Employment in Full-Service Restaurants Disproportionately Impacted by COVID-19

Few, if any, industries have been harmed by COVID-19 lockdowns as much as Full-Service Restaurants in terms of employment and earnings. With the release of the December Economic Situation Report from the Bureau of Labor Statistics, it is possible to quantify that impact after eight months of the pandemic.

Employment

Between April and November of 2020, employment in this industry was 32% lower than during the same months in 2019.[1] Employment in the U.S. economy, other than Full-Service Restaurants, between April and November 2020 was 7.4% lower than the same months in 2019. Put somewhat differently, although Full-Service Restaurants account for less than 3.7% of U.S. employment, this single industry has accounted for 14.3% of the job losses due to COVID-19 lockdowns. In addition, the preliminary figures for December 2020 indicate that employment in Full-Service Restaurants will be lower than in October and November.

Figure 1 illustrates that some states experienced even larger declines in restaurant employment than the national average. The seven states listed in this figure, California, New York, Illinois, Michigan, Pennsylvania, Connecticut, and New Jersey, and cities and counties within these states, have enacted more restrictions on restaurant dining than other jurisdictions in the U.S. New York has experienced a greater than 50% decline in employment in Full-Service Restaurants between April and November, while California, Michigan, Pennsylvania, and New Jersey experienced a greater than 40% employment decline over the same period.

Figure 1

Figure 1

Figure 2 illustrates the decline in restaurant employment by state and month during 2020. This figure indicates that while the decline in Full-Service Restaurant employment in April was 62% relative to 2019 in most of the U.S., job losses were 84% in New York, 80% in Pennsylvania, and 77% in Michigan. By August 2020 restaurant employment had recovered somewhat, so that in most of the U.S. job losses were less than 20% relative to 2019, while New York (42%), Michigan (40%), and California (36%) continued to experience the largest job losses. As of November 2020, Full-Service Restaurant job losses in most of the U.S. recovered to about 15% relative to 2019, and the highest job losses were in Michigan (40%), New York (36%) and Illinois (34%).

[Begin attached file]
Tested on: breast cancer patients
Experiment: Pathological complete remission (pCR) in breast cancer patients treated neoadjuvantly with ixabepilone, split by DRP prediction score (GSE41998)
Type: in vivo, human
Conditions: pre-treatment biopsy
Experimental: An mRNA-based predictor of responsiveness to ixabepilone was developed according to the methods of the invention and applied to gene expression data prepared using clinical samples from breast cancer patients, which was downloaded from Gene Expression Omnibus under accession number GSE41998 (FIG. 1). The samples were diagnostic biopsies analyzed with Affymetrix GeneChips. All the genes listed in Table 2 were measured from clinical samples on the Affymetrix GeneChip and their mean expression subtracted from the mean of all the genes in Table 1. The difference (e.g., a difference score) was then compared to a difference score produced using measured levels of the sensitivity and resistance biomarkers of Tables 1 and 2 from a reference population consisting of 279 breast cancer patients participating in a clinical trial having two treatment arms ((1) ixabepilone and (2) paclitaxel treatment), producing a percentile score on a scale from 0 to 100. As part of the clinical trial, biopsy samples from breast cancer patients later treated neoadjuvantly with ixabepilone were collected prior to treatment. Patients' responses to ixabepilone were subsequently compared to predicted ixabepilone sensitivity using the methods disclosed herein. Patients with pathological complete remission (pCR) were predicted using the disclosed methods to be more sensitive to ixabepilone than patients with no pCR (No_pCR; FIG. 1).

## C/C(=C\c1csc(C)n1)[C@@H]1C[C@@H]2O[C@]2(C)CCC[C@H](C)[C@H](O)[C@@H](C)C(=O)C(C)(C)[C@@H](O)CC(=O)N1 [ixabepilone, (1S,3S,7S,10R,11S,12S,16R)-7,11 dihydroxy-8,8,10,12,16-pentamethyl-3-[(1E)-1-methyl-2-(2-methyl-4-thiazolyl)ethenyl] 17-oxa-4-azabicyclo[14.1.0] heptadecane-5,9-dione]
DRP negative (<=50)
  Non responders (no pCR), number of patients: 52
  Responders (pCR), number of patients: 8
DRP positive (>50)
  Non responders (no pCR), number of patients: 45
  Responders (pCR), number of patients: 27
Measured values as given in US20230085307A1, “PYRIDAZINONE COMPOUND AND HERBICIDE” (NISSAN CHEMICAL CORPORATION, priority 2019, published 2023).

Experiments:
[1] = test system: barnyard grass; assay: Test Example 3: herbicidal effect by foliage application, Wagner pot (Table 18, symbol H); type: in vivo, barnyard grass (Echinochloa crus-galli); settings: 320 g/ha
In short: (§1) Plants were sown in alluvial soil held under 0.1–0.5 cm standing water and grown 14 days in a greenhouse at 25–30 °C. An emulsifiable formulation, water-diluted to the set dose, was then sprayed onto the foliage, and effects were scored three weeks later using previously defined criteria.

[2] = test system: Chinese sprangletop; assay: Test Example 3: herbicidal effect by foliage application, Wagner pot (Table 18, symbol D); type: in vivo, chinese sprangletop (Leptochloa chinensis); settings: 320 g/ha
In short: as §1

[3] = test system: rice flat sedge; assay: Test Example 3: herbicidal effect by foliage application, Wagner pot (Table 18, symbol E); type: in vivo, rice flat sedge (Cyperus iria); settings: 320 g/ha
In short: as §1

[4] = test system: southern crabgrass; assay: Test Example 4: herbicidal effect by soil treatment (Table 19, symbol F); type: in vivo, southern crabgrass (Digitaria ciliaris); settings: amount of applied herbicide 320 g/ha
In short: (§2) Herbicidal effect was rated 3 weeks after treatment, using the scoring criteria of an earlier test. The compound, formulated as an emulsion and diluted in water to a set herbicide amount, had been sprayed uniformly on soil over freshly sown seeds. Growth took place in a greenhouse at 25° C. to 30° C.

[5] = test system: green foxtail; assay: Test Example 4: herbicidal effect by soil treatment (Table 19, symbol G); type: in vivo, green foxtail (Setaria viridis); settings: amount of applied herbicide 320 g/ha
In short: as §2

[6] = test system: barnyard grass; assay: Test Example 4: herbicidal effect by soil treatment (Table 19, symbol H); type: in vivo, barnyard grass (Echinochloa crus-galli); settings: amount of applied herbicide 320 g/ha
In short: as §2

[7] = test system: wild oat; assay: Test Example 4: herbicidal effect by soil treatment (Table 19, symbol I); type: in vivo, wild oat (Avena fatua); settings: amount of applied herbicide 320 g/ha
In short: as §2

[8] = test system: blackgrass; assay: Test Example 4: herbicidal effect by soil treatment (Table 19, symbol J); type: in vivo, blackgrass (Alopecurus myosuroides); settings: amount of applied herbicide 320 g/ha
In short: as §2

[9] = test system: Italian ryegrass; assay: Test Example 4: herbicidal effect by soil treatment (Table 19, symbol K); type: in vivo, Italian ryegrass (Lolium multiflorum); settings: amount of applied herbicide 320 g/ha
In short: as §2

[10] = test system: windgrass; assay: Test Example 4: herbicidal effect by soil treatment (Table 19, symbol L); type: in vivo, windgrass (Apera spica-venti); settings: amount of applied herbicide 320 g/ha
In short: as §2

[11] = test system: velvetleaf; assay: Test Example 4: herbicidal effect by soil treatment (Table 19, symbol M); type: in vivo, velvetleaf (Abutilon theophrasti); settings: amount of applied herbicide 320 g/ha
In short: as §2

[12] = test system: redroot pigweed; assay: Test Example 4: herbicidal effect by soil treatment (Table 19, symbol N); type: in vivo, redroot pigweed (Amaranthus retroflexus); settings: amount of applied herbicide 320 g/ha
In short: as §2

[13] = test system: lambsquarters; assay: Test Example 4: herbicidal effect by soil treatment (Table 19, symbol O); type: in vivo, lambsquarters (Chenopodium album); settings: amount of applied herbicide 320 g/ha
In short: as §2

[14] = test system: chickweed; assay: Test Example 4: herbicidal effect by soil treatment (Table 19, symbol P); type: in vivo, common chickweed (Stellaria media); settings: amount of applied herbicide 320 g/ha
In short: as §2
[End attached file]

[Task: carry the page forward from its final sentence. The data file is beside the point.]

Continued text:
Figure 2

Figure 2

Earnings

Full-Service Restaurant employees are generally paid less than most workers in other industries and sectors. The median earnings of restaurant workers in 2019 was about 39% less than the median earnings in the U.S. overall.[2] In 2019, about 93% of the 5.45 million employees in Full-Service Restaurants worked as food preparers and servers, including 1.18 million cooks and 1.98 million waiters and waitresses. The median earnings of waiters and waitresses was $22,480 per year while the median earnings of cooks was $27,320 in 2019. These relatively low paid workers have experienced some of the greatest job and earnings losses due to COVID-19 lockdowns.

Looking Ahead

Perhaps no industry has been harmed more by COVID-19 lockdowns than Full-Service Restaurants. Restaurant job losses have been about four times larger than in the rest of the U.S. economy. Restaurant workers also have substantially lower earnings than workers in other sectors and industries, even in a healthy economy. As a result, the economic losses from COVID-19 lockdowns have had a disproportionate impact on many workers who live paycheck to paycheck. Finally, the substantial job losses in Full-Service Restaurants, especially in certain cities and states, suggest that many of these restaurants will struggle to survive the decline in demand for their services over the past 10 months.

 

[1] These employment figures are based on the Bureau of Labor Statistics (BLS) Current Employment Statistics survey.
[2] Median earnings in 2019 in all industries was about $39,810 compared to $24,450 in Full-Service Restaurants according to the BLS Occupation Employment Statistics survey.

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Stephen G. Bronars, PhD

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Stephen G. Bronars, PhD

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